Or does it? For the next scene brings us back to the American air base, where they have apparently received the alarming message. "Looks like a huge turtle made its appearance," says the sergeant, and who could disagree with him? Unfortunately, when American planes -- fighter planes -- go to investigate, they can find neither the turtle nor the ship.

Gamera's first rampage is accompanied by a bombastic melody, played in unison by an entire orchestra. Like the sinister music we've heard earlier, this melody lacks a clear tonal center; however, it is much different in character. It manages to convey both enormous power and a sense of awkwardness through its continually shifting accent:

Gamera theme by Yamauchi Tadashi
Gamera's Big Tune (beginning)

(According to his entry in the IMDB, Yamauchi was a student of Ifukube Akira, the man who gave a distinctive musical voice to the classic Toho monsters. Like Ifukube, Yamauchi assigns carefully-chosen motives and melodies to his characters, and combines the thematic material in intelligent ways to illustrate what the various characters [human or otherwise] are doing or thinking. However, Yamauchi seems to lack Ifukube's gift for colorful orchestration. Ifukube's monster music managed to convey not only the colossal bulk of the monsters, but also a sense of great energy, vitality and menace. Ifukube was also capable of great delicacy when the situation called for it. Yamauchi's music has a tendency to sound muddy by comparison. Instead of sounding powerful, his orchestral tuttis come off heavy and ponderous; they should be awe-inspiring, but they just sound loud. To make matters worse, Daiei couldn't seem to afford as good an orchestra as Toho had.)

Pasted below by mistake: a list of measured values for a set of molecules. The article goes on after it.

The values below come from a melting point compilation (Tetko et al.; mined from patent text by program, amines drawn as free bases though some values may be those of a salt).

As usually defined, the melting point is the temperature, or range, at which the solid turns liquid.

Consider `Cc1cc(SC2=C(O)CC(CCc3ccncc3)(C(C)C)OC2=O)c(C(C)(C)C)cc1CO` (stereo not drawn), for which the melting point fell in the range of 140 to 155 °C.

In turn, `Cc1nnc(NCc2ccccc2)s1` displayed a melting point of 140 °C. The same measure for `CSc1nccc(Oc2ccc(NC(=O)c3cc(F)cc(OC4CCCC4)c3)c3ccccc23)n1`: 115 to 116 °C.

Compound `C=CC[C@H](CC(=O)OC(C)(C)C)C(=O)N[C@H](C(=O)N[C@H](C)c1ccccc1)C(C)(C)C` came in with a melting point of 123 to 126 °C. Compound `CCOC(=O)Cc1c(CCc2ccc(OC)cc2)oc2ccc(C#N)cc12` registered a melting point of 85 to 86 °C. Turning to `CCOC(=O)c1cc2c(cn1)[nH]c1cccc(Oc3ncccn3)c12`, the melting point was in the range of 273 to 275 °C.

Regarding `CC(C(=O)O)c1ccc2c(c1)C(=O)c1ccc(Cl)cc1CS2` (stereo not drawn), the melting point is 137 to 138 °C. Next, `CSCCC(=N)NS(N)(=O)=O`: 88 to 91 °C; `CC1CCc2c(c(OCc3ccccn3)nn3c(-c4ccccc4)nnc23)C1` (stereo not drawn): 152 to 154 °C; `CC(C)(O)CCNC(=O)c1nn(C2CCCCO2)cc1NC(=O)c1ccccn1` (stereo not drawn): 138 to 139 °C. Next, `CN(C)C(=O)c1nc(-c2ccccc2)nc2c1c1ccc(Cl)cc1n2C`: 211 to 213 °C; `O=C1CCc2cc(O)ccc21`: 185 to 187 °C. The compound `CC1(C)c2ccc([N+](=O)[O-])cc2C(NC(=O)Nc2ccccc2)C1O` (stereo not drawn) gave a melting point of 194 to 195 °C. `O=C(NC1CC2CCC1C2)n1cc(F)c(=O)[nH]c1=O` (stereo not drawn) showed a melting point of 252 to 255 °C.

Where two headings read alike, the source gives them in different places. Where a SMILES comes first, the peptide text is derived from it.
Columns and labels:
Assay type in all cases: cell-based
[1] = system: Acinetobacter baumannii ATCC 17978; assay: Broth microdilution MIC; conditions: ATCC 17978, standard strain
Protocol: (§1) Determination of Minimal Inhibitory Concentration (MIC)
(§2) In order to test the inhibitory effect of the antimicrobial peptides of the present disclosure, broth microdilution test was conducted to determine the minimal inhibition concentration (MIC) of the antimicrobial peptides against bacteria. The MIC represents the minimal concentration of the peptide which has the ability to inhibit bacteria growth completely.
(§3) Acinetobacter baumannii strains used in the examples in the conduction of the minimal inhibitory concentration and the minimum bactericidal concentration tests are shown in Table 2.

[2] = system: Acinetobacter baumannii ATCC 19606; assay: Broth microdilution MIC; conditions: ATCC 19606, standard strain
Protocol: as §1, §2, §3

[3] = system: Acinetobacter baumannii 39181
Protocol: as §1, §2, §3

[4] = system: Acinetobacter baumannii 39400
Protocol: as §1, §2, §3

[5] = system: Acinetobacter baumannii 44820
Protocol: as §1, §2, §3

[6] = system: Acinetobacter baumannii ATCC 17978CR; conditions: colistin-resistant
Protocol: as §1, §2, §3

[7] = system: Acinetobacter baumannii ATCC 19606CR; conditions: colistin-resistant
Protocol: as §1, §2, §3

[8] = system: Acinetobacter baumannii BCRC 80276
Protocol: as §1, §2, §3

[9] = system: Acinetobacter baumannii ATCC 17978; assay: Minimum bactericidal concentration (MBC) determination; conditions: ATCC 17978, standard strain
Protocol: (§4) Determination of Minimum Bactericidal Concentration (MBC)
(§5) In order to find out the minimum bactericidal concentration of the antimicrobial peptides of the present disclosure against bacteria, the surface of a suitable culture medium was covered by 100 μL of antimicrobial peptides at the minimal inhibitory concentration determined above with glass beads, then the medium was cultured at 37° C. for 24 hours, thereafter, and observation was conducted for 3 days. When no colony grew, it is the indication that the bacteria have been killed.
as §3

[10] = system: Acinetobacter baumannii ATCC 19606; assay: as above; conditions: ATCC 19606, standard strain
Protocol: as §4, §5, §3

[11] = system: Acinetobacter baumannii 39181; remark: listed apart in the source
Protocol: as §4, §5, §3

Next, we find Dr. Hidaka in New York. Evidently (though it's not explained) he is finishing his project by delivering his report to his colleague at Columbia; this is a subtle bit of continuity which is rare in monster movies (on the other hand, another rather significant plot point, the unsuccessful nuclear attack on the United States, is dropped without further comment!). While in New York, Hidaka gives an interview on television, at which he explains that Gamera has probably died from his exposure to radiation, and sunk to the bottom of the ocean.

The story then shifts gears completely, as we are introduced to a little boy named Toshio. Toshio is the son of a widowed lighthouse keeper, who is currently living on the coast of Hokkaido. Toshio has difficulty relating to other people: since his mother died, he's had to move to several different, equally lonely outposts as his father changed stations. To make up for his lack of human companionship, Toshio has become obsessed with his pet turtle, Chibi. He has even taken it to school with him, a move which causes his teacher to come see his elder sister and complain. Toshio's father insists he get rid of the turtle at once. As the boy sits sadly outside the lighthouse, an enormous turtle-y head rises from the cliff behind him. Toshio senses he is being watched, but as he turns to see what's there, he finds nothing. I think it's a little hard to believe that something so enormous could hide so quickly... but then again, Godzilla pulled a similar disappearing act on Odo Island in the original Godzilla.

When Toshio's sister and father come out to find him, they don't see anything either... at first. Then, suddenly, Gamera rears up and starts toward the lighthouse. Everyone is horrified excpet Toshio, who runs up the steps to the top of the lighthouse to see his new turtle. Of course, Gamera has come with the express purpose of knocking the lighthouse down, and soon little Toshio is dangling from the ruined tower. Just as he loses his grip, Gamera reaches out and catches him in his scaly paw. The monster puts Toshio gently down on the ground and stomps away.

The lighthouse sequence is noteworthy, but not because it's particularly well executed. In fact, it's one of the less convincing special effects shots in the movie: the lighthouse and the little model Toshio look terrible.